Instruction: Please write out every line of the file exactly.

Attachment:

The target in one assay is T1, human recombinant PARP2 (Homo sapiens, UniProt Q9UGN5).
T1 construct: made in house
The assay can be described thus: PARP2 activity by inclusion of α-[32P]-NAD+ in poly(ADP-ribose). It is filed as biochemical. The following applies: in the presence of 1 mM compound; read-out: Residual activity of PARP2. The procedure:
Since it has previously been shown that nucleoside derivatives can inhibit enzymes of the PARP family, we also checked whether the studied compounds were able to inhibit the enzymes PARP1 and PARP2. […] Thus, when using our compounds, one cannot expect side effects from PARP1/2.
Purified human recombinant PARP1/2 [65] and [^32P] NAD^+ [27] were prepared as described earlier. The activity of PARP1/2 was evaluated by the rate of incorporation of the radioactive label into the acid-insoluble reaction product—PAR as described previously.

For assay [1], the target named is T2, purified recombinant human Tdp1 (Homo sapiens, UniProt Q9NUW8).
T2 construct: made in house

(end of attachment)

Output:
The target in one assay is T1, human recombinant PARP2 (Homo sapiens, UniProt Q9UGN5).
T1 construct: made in house
The assay can be described thus: PARP2 activity by inclusion of α-[32P]-NAD+ in poly(ADP-ribose). It is filed as biochemical. The following applies: in the presence of 1 mM compound; read-out: Residual activity of PARP2. The procedure:
Since it has previously been shown that nucleoside derivatives can inhibit enzymes of the PARP family, we also checked whether the studied compounds were able to inhibit the enzymes PARP1 and PARP2. […] Thus, when using our compounds, one cannot expect side effects from PARP1/2.
Purified human recombinant PARP1/2 [65] and [^32P] NAD^+ [27] were prepared as described earlier. The activity of PARP1/2 was evaluated by the rate of incorporation of the radioactive label into the acid-insoluble reaction product—PAR as described previously.

For assay [1], the target named is T2, purified recombinant human Tdp1 (Homo sapiens, UniProt Q9NUW8).
T2 construct: made in house